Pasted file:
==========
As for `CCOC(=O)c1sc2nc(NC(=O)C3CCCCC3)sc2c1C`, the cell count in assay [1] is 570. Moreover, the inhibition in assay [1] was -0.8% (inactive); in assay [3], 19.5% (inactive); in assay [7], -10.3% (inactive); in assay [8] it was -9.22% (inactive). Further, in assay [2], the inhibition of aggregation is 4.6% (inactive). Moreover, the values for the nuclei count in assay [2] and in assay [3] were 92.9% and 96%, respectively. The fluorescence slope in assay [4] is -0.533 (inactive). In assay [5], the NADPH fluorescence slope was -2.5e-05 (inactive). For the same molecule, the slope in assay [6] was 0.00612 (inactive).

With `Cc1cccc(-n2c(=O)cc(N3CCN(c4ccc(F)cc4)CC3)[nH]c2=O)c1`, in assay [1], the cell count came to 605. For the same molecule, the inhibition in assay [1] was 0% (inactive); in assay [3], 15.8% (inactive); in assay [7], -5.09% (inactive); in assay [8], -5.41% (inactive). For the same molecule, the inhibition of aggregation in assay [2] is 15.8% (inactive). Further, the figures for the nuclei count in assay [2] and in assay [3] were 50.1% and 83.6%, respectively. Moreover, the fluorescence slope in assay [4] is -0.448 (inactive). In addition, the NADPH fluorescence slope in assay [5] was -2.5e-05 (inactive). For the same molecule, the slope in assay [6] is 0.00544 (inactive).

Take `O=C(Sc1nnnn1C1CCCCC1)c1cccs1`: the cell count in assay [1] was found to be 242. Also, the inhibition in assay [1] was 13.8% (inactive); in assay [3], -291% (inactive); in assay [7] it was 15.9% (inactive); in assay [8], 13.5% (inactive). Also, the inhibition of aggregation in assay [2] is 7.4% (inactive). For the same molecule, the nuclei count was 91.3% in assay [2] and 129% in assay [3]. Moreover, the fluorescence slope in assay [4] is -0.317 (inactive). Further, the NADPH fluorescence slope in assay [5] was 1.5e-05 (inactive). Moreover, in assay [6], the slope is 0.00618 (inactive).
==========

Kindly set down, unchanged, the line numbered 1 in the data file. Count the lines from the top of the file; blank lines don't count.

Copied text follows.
As for `CCOC(=O)c1sc2nc(NC(=O)C3CCCCC3)sc2c1C`, the cell count in assay [1] is 570. Moreover, the inhibition in assay [1] was -0.8% (inactive); in assay [3], 19.5% (inactive); in assay [7], -10.3% (inactive); in assay [8] it was -9.22% (inactive). Further, in assay [2], the inhibition of aggregation is 4.6% (inactive). Moreover, the values for the nuclei count in assay [2] and in assay [3] were 92.9% and 96%, respectively. The fluorescence slope in assay [4] is -0.533 (inactive). In assay [5], the NADPH fluorescence slope was -2.5e-05 (inactive). For the same molecule, the slope in assay [6] was 0.00612 (inactive).